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Home > Success Center > Log & Event Manager (LEM) > LEM - Knowledgebase Articles > The Reason why LEM Needs Memory and CPU Resource Reservations

The Reason why LEM Needs Memory and CPU Resource Reservations

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Updated: September 28, 2018


This write-up explains why LEM needs memory and CPU resources set in the form of reservations.


All versions of LEM


LEM requires resource reservations in the form of CPU and RAM, just as other appliances like routers and firewalls have 'dedicated' resources. 

LEM handles traffic in real-time, receiving and normalizing data, firing rules when a specific type of data is received, displaying data in the console, pushing data into the database, allowing nDepth searches for that data, and allowing the Reports application to retrieve data from the database. A lot of the communication that makes this happen is Java based, and because of the way LEM utilizes memory, it needs more RAM that other devices and cannot allow other VM's to take the memory in use by LEM. In addition, LEM commonly receives a constant stream of log data from multiple sources, so there is very little recovery time for LEM to 'catch up'. LEM is very unique in how it operates and the different types of data received, so reservations of memory and CPU are critical.


By the nature of virtualization, all VM administrators want to share resources and not dedicate the resources. Unfortunately, because of what LEM does, memory and CPU reservations are critical to keeping the LEM running correctly.  And LEM is unique enough, that viewing the performance measures in VMware or Hyper-V, does not always give a clear indication whether LEM needs more or less reservations. The need for more reservations is based primarily on the volume of traffic received, but also on configurations set in LEM, or the type of data received.

While a shortage of RAM can cause excessive swapping and balooning, or out of memory errors, it's still possible to experience instability, performance problems and even filesystem corruption. In VMware, always set the CPU limits and RAM limits to match the reservations. In Hyper-V, always use the 100%/100%/100% or the slider bars set to maximum, so that the the reservations match the allocations/limits.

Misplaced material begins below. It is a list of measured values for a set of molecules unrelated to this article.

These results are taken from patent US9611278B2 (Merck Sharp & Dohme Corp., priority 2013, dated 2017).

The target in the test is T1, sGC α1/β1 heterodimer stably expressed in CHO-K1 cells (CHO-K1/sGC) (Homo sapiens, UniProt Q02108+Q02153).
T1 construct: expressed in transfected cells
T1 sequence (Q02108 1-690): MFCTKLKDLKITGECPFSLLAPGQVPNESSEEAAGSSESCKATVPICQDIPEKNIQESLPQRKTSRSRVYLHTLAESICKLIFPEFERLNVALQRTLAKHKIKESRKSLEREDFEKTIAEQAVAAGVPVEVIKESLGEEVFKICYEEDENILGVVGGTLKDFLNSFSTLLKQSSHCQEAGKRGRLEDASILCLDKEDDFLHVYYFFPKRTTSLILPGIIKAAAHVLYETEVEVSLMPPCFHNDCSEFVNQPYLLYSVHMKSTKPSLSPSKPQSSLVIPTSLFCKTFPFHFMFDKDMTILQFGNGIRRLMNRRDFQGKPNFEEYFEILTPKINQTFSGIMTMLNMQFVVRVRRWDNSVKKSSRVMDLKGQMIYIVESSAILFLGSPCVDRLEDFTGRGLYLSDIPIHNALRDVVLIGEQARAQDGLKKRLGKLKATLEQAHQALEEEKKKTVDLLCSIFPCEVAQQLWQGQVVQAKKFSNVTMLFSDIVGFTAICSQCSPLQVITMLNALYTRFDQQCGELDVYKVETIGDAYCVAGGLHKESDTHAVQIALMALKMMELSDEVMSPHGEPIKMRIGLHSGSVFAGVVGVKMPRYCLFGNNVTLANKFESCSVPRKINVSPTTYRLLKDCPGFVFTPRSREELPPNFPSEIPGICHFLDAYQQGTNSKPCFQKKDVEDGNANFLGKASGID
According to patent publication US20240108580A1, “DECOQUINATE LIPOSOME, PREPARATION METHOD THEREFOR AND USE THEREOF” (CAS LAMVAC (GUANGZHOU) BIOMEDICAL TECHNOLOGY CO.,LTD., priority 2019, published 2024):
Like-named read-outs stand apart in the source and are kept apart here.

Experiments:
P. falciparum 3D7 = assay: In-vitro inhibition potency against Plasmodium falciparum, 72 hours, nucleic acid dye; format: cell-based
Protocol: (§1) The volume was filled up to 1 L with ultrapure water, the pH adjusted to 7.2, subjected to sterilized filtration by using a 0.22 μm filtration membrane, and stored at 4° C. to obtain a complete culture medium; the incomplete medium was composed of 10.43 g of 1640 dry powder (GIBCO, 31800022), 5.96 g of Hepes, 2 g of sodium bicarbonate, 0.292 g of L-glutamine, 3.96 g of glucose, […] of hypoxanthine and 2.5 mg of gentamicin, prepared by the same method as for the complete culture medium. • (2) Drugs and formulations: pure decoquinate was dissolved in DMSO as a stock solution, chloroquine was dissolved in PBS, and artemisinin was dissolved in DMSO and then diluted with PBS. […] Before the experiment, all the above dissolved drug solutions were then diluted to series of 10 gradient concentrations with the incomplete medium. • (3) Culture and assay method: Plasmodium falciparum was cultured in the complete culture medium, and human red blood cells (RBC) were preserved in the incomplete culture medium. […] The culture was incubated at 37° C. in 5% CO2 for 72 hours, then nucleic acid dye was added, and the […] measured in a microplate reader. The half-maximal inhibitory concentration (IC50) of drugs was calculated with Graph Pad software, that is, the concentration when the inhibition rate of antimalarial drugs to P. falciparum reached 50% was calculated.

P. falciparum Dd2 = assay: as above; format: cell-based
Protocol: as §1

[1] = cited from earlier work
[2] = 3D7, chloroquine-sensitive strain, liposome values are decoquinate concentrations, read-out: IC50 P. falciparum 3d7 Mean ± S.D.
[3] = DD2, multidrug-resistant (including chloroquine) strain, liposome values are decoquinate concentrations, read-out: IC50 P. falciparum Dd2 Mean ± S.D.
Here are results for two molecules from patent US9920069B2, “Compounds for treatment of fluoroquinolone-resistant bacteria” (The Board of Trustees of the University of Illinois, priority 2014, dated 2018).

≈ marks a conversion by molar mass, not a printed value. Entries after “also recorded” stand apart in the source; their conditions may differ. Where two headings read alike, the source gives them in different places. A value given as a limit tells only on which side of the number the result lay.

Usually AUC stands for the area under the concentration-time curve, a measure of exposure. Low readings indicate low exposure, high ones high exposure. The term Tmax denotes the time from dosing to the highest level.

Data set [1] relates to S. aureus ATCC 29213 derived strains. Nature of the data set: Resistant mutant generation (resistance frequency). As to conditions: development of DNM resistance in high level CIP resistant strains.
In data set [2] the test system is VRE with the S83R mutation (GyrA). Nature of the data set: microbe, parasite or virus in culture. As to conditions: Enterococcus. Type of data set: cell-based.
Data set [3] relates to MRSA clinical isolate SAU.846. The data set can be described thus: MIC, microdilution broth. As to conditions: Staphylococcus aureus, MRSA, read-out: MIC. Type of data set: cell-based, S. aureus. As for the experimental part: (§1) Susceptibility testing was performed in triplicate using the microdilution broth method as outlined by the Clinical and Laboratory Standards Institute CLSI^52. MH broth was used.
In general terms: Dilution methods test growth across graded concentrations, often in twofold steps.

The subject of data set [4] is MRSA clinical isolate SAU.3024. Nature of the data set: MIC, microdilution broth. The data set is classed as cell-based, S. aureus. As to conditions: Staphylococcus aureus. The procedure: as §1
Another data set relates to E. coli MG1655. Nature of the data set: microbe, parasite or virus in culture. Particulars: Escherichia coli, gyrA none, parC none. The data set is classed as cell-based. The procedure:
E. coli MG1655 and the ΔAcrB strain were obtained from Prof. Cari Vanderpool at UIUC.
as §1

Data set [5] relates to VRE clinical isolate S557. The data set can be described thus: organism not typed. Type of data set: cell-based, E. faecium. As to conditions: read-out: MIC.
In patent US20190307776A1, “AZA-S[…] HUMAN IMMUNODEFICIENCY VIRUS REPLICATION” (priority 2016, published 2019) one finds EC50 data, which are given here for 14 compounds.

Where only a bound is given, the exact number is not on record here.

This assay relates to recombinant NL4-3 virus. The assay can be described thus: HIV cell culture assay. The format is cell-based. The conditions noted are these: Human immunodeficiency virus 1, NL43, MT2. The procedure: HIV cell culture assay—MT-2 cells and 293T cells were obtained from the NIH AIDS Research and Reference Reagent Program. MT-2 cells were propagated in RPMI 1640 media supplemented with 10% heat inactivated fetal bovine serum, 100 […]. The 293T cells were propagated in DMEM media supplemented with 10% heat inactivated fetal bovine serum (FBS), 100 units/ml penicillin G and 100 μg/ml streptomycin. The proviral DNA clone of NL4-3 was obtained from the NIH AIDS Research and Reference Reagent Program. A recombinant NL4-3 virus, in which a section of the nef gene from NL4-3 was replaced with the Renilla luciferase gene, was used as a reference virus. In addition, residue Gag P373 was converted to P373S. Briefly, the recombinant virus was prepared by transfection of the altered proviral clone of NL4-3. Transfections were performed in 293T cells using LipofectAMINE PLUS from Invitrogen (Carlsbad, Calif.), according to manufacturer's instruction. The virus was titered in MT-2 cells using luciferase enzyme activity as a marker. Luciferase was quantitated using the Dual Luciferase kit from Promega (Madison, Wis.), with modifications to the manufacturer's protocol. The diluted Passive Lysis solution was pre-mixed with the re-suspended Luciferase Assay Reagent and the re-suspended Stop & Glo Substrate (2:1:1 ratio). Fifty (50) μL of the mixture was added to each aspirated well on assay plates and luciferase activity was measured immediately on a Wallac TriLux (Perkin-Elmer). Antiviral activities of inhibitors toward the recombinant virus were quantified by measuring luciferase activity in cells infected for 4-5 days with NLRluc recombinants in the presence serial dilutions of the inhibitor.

The following chart is a guideline for setting reservations, but it is very dependent upon the type of traffic and the configurations set in LEM. The number of CPU's can vary, depending upon the type, date and technologies used by the manufacture. In addition, the storage speed would need to be sufficient to handle the traffic. VM administrators can help in this area, and Solarwinds support can run some speed tests to verify the speed as well.

    < 15   million  Events-Per-Day               8GB Ram         2-CPU @2Ghz 
  15-35   million  Events-Per-Day       10-16GB Ram        4-CPU @2Ghz  
  35-60   million  Events-Per-Day       20-32GB Ram        6-CPU @2Ghz
  60-90   million  Events-Per-Day       32-48GB Ram       8-CPU @2Ghz
  90-120  million Events-Per-Day     48-64GB Ram      10-CPU @2Ghz
120-150 million Events-Per-Day     64-96GB Ram       12-CPU @2Ghz
150-200 million Events-Per-Day     96-128GB Ram     14-CPU @2Ghz


These links are essential to understanding LEM:


Additional Links:

  • Full memory reservation eliminates ballooning or hypervisor swapping leading to more predictable performance with no latency overheads due to such mechanisms.  For more information, click here. (© 2013 VMware, Inc., available at, obtained on May 4, 2016.)

  • Set the memory reservation value in the VMware Infrastructure Client to the size of memory for the virtual machine. To read more, click here.   (© 2013 VMware, Inc., available at, obtained on May 4, 2016.)

  • Without memory reservation, vSphere may reclaim memory from the VM, when the host free memory gets scarce. See more here. (© 2013 VMware, Inc., available at, obtained on May 4, 2016.)

  • If a performance-critical virtual machine needs a guaranteed memory allocation, the reservation needs to be specified carefully because it may impact other virtual machines. Visit ""  to read more. (© 2013 VMware, Inc., available at, obtained on May 4, 2016.)


Using the VM performance metrics to define what is needed for the LEM will not help keep the LEM running. Without reservations, the virtual appliance will have stability issues and performance problems, and expect the LEM to go down periodically.

Disclaimer: Please note, any content posted herein is provided as a suggestion or recommendation to you for your internal use. This is not part of the SolarWinds software or documentation that you purchased from SolarWinds, and the information set forth herein may come from third parties. Your organization should internally review and assess to what extent, if any, such custom scripts or recommendations will be incorporated into your environment.  You elect to use third party content at your own risk, and you will be solely responsible for the incorporation of the same, if any.

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